Ludo, a traditional board game, requires the players to throw a dice by hand and move forward their tokens on the board by the number of squares indicated by the dice. The dice has six plain surfaces bearing one to six dots that determine the steps of forward movement.
In this electronic version, the players need to press a push-to-on switch instead of throwing the six-surface dice. When the switch is pressed momentarily, the 7-segment digital counter displays a number immediately. As in the manual dice, the numbers are displayed randomly between ‘1’ and ‘6’ depending on the time for which the player presses switch S1.
Timer IC 555 (IC1) is wired in the astable mode to produce clock pulse of very high frequency depending on the values of capacitor C1 and resistors R1 and R2, respectively. Pin 4 of IC1 is pulled to negative supply through resistor R3 to disable timer IC1.
When switch S1 is pressed momentarily, IC1 starts generating clock pulse. On releasing S1, IC1 stops counting. Output pin 3 of IC1 is connected to clock input pin 14 of binary decade counter IC 7490 (IC2). Output from pins 11, 8, 9 and 12 of IC2 is connected to BCD input pins 12, 13, 14 and 15 of 1-of-10 decoder IC 7442 (IC3). Output from pin 9 of IC3 is fed back to pins 2 and 3 of IC2 after inversion by inverter N2 to resets IC2 after every six counts. Outputs from pins 11, 8, 9 and 12 of IC2 are also connected to BCD input pins 6, 2, 1 and 7 of BCD-to-seven-segment-decoder/driver IC 7447 (IC5), respectively, to drive 7-segment common-anode display LTS542 (DIS1).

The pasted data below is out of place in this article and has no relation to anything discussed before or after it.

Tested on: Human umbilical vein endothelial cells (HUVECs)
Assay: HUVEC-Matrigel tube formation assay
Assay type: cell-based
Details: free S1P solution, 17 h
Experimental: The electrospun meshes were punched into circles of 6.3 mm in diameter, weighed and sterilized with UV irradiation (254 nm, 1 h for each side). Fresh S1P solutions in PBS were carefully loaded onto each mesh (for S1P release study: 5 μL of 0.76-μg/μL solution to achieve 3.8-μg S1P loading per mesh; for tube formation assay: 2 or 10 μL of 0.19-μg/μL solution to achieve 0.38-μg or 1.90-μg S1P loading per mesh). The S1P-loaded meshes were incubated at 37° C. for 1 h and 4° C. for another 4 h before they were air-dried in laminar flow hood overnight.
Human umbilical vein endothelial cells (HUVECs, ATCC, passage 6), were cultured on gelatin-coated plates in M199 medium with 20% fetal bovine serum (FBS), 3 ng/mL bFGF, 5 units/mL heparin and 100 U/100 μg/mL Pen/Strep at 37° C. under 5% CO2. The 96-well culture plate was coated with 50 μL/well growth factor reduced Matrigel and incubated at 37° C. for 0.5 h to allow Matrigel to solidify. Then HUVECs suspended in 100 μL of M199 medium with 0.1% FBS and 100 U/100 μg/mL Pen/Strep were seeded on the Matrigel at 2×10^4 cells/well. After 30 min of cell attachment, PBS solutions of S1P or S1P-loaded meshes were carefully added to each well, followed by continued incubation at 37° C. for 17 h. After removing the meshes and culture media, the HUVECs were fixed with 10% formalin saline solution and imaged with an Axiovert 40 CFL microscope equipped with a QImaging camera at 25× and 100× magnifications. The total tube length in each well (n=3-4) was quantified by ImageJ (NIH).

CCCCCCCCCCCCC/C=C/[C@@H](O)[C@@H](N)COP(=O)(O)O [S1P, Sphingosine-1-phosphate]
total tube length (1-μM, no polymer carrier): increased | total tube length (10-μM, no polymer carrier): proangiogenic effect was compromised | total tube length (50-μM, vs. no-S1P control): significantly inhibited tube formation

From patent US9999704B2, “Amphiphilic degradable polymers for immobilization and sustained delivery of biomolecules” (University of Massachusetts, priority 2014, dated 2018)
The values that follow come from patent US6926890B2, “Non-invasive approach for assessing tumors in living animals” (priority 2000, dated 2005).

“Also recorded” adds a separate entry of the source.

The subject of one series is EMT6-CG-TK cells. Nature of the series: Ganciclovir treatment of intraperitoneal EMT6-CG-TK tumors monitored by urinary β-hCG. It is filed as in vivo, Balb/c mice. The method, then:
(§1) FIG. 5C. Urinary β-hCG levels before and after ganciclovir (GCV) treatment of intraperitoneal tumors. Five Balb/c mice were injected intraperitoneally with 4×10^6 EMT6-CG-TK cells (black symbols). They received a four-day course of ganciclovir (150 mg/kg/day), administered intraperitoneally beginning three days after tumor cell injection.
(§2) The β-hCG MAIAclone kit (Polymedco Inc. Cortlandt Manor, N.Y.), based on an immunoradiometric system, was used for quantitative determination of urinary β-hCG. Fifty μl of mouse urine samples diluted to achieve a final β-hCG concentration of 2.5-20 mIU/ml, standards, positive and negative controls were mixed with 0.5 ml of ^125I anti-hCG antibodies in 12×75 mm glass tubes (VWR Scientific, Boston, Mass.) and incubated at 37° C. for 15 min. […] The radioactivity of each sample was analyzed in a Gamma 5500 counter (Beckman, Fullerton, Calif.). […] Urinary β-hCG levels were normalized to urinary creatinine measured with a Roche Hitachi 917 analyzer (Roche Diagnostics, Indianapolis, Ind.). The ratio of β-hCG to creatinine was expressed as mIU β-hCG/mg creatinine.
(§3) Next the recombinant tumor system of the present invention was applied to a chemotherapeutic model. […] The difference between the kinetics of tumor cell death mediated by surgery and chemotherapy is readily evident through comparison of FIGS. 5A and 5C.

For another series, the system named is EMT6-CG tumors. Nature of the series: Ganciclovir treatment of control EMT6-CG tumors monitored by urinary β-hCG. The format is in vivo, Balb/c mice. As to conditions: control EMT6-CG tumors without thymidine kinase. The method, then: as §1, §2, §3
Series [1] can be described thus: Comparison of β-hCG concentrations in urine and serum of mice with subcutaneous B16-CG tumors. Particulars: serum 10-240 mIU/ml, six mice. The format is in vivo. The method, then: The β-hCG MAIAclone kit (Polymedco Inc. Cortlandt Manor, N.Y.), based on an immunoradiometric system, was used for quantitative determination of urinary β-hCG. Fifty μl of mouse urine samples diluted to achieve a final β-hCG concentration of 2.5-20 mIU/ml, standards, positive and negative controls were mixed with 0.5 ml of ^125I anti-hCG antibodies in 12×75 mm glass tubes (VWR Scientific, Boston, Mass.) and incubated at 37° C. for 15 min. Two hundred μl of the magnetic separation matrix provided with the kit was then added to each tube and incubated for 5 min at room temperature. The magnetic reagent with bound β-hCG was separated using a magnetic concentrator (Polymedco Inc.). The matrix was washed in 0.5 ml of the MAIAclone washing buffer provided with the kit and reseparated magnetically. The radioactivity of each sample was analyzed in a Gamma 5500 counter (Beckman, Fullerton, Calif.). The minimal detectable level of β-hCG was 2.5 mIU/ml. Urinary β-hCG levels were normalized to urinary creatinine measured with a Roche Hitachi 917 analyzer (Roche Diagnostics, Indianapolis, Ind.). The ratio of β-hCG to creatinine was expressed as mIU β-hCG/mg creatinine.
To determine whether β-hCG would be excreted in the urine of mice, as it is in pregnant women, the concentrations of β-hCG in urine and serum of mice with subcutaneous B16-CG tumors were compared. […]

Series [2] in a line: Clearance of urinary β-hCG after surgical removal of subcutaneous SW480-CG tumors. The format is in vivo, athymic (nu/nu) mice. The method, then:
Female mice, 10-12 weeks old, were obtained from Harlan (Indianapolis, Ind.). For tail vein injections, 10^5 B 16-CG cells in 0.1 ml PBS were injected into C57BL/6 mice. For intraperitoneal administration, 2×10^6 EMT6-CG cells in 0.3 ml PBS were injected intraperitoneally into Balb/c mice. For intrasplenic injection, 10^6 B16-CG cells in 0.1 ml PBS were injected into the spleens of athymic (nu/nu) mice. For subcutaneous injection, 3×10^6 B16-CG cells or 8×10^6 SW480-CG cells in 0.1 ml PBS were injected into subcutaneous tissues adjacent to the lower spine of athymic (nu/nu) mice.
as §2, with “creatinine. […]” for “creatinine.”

IC2 would normally produce binary code of ‘0’ to ‘9’ on sequential clock pulses provided by IC1 but output from pin 9 of IC3 resets it after every sixth clock pulse. The resulting count output is always between ‘0’ to ‘6.’ Diodes D1 and D2 form an OR gate and convert the first ‘0’ into ‘1,’ so the displayed count is always between ‘1’ to ‘6.’